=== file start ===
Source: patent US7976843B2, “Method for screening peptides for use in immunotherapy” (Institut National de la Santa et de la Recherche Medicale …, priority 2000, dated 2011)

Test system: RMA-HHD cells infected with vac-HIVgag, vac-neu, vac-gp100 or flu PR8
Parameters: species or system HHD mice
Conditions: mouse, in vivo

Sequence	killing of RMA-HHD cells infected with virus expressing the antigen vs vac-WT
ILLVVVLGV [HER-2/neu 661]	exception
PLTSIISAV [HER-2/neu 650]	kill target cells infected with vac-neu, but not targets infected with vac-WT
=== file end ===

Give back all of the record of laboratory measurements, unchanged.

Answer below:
Source: patent US7976843B2, “Method for screening peptides for use in immunotherapy” (Institut National de la Santa et de la Recherche Medicale …, priority 2000, dated 2011)

Test system: RMA-HHD cells infected with vac-HIVgag, vac-neu, vac-gp100 or flu PR8
Parameters: species or system HHD mice
Conditions: mouse, in vivo

Sequence	killing of RMA-HHD cells infected with virus expressing the antigen vs vac-WT
ILLVVVLGV [HER-2/neu 661]	exception
PLTSIISAV [HER-2/neu 650]	kill target cells infected with vac-neu, but not targets infected with vac-WT